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Welcome! We are Travis and Casey Hagen, the writer’s and owner’s of My Life Experiment. As recovering Individuals, we are no strangers to leaving behind dysfunctional ways of living. Over the years we have become adept at managing our intense mental and emotional worlds. Finding healing from the past, peace in the present and new ways to bring about success for our futures. We promote Healthy Life Experimentation Principles for connecting with ourselves, our relationships, and finding healthier ways of bringing about success in our lives. Stick around and pick up what we have learned. You will not be disappointed.

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Meeting the Healthy Expectations of Our Relationships.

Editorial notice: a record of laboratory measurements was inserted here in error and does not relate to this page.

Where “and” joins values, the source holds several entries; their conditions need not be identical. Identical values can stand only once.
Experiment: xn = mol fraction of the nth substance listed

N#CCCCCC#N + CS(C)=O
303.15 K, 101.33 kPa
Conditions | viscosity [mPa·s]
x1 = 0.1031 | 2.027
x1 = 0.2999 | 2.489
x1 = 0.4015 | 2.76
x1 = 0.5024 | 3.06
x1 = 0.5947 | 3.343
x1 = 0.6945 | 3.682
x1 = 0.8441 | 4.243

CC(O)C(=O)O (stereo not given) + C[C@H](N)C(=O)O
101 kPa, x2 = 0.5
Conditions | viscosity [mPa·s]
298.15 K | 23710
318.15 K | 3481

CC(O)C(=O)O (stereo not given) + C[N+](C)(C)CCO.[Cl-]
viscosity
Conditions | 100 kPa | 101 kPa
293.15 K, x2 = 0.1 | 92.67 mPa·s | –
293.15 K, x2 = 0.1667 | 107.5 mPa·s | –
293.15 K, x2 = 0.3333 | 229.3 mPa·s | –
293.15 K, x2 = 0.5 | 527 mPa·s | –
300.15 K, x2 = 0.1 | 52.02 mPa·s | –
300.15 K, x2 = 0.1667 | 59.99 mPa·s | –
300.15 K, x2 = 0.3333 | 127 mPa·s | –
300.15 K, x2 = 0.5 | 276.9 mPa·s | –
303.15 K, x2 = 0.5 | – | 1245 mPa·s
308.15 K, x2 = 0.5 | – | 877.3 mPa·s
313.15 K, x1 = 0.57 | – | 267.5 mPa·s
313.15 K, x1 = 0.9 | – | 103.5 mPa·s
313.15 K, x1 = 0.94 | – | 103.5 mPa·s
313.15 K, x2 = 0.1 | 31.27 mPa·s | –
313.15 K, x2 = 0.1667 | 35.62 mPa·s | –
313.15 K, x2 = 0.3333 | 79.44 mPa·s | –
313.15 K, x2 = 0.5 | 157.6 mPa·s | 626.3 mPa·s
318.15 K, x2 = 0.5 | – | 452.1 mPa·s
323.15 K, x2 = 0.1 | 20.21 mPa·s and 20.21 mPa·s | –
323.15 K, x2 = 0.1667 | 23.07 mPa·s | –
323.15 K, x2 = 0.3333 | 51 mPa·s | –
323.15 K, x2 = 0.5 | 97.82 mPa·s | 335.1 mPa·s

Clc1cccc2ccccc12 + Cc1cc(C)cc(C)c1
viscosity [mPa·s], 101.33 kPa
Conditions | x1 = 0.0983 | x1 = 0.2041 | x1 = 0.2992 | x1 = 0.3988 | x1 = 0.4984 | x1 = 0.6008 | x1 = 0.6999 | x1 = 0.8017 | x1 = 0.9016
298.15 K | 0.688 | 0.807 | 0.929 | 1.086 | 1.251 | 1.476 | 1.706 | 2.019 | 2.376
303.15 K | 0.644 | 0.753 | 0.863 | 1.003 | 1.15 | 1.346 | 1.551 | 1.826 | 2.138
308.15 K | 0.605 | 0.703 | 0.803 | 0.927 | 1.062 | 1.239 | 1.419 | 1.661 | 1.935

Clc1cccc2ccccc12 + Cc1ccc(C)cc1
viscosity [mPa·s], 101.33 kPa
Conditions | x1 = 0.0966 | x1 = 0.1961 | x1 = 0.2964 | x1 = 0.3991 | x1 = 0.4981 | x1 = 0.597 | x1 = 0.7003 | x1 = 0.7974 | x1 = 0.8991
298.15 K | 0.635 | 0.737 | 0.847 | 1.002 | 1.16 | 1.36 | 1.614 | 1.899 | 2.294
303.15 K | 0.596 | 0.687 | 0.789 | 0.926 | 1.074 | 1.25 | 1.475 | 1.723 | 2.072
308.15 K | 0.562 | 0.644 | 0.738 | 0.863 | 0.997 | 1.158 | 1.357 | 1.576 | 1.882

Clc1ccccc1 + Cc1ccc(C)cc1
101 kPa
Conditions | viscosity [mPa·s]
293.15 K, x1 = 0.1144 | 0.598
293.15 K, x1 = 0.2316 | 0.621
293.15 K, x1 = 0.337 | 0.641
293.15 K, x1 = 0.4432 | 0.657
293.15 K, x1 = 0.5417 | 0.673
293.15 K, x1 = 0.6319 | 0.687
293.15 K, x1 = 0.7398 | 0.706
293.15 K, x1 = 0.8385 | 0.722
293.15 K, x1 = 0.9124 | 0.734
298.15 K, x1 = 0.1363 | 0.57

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In an article a couple weeks ago, I wrote about some methods I use for dealing with disappointment. Now let’s talk a little about what makes disappointment a thing, in the first place. Expectations.

My History With Expectations Placed Upon Me.

Expectations from my relationships, are unavoidable. Whether they are placed on me by my family, the company I work for, or any other relationship I have, they are still mine to deal with.

As I look back on my life before recovery, I didn’t think I had trouble with the expectations of others. But I remember one time when I was talking to a buddy about having such a hard time with depression, he told me “Dude you are way too hard on yourself.”

Those words rattled through my brain for many years and still come around today. Honestly, I didn’t even know what in the hell my friend meant by being “too hard on myself.” It sounded right but It has taken years to figure out what he meant.

To me, being too hard on myself means that I am punishing myself for not meeting expectations. Expectations that for some reason or another, my mind and body feel like they should be meeting. Many of these expectations coming from the minds and pressures of others.